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Monday, 26 January 2009

Five sisters

On the south Kintail ridge, a panorama from the east shoulder of Creag Mhaim (947m). from the left, Loch Cluanie, mist filled Glen Loyne then to the snow covered Glen Quoich hills; Spidean Mialach (996m), Creag Coire na Fiar Bhealaich (1006m) and Gleouraich (1035m). This is the Glasgow Uni medical faculty's mountaineering page.

Expressions of love

You'd think I'd be posting more whilst not working but it's amazing how everything slows down. Anyway...

The mainstream of emotion history suggests that in the pre-industrial period life was much more angry, with less love in everyday relationships, despite some wonderful art describing passion in many different amorous flowers. Rarely though is affection described for one's husband or wife and often violence seemed ubiquitous throughout Western European and American society.

However perhaps there was more love out there in the medieval air than early studies suggest. John Gillis has written eloquently on the subject in an essay entitled from 'Ritual to Romance: Toward an Alternative History of Love'. (from the book 'Emotion: Toward a New Psychohistory', edited by Carol and Peter Stearns).

His point is that love as it's defined now is about love as internal feeling and intimacy, when this is something from the beginnings of the 19th century. Francesca Cancian described it as the 'feminisation' of love, where emotion became to be associated with women in the domestic sphere and men lacked such things in their quest for rationality in the world of work and power.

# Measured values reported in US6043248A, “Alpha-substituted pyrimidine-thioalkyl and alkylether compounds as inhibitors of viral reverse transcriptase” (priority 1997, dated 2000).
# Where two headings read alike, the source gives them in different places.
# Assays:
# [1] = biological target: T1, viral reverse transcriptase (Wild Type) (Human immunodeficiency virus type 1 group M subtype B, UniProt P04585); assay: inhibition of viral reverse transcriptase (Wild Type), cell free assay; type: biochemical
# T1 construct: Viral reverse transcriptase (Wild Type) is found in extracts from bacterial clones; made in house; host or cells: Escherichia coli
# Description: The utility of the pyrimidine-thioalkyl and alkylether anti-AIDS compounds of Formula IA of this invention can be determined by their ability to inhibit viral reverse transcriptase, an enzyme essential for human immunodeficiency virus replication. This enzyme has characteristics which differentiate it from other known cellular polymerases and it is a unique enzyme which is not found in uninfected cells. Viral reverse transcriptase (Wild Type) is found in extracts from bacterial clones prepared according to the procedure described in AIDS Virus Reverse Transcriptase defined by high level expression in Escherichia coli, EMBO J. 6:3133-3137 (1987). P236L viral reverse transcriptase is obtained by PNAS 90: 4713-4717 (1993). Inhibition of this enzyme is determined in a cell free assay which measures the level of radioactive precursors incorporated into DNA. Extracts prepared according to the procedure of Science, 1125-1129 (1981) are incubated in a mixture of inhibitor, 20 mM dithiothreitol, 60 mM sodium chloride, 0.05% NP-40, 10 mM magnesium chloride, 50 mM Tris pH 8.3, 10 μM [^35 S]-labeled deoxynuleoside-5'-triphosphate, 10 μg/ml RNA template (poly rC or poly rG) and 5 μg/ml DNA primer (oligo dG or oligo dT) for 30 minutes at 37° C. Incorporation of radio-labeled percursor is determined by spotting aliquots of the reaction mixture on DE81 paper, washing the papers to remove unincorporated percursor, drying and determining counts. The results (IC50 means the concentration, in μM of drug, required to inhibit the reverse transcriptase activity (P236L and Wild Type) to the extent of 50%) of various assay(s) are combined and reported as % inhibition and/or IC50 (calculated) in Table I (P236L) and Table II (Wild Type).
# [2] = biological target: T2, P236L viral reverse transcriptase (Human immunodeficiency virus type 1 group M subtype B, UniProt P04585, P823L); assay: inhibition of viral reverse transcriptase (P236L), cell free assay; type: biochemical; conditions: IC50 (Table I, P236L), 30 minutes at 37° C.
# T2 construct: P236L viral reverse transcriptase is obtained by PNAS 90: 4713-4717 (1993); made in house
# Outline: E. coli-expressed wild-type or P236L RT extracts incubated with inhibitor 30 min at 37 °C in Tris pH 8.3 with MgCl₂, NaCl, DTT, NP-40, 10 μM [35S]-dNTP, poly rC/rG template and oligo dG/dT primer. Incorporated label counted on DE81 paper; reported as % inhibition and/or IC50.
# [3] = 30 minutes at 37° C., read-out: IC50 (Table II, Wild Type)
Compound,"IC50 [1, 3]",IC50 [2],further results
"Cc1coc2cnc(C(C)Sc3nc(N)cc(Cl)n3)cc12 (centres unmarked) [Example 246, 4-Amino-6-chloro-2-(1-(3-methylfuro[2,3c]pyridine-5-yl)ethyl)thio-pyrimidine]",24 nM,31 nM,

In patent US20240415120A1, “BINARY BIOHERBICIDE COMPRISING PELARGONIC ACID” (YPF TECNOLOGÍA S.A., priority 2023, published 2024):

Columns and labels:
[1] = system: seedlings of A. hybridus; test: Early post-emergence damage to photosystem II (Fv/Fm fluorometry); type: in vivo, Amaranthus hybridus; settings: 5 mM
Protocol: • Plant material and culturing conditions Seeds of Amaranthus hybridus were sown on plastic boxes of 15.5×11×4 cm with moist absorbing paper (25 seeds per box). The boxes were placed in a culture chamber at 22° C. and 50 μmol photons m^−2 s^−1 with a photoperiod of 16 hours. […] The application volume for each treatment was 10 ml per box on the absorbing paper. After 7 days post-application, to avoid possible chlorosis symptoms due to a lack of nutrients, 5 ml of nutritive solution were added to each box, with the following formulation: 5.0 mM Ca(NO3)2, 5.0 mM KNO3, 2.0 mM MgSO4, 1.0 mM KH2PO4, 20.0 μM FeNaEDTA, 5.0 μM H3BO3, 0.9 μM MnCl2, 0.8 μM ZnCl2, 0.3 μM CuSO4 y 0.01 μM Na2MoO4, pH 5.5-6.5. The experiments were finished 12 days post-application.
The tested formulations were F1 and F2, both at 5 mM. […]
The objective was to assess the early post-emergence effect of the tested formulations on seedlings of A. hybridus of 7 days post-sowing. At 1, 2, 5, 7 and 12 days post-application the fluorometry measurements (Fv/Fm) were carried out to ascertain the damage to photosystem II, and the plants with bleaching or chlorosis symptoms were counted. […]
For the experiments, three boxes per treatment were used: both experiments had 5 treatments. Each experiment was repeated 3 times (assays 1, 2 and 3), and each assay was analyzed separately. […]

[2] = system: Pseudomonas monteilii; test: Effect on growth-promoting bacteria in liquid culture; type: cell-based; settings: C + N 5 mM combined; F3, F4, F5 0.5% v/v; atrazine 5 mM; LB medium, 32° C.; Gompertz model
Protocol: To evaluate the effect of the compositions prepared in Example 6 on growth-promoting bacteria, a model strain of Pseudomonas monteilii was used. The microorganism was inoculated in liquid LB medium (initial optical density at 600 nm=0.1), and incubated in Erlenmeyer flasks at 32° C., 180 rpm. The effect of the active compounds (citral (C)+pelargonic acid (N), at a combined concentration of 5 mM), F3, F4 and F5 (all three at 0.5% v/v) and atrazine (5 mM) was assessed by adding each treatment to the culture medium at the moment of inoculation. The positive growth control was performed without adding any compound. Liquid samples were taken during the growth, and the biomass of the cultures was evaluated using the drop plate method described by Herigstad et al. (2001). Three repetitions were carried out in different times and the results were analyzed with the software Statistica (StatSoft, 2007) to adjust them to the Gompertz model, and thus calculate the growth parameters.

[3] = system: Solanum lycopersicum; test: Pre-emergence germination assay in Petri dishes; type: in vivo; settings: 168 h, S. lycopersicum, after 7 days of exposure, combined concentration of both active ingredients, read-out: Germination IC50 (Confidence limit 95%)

It is a standard that exists today and is still recognisable though Gillis feels it inappropriate for judging emotions before the 19th Century. He suggests that love had many definitions and forms across cultures, classes and time we find a range of expressions of love that can surprise us.

In a sense it should come as no surprise. Psychologists viewed emotion as a private, internal matter and historians sought out historical examples of expressions of this through diaries and letters and the like. Yet anthropologists have for decades been studying emotion as a social construct designed to deal with the relationship between group and individual behaviour. Whilst both yield insight and have weaknesses, it is only recently that viewing emotion in the latter form has been applied to our own Western History.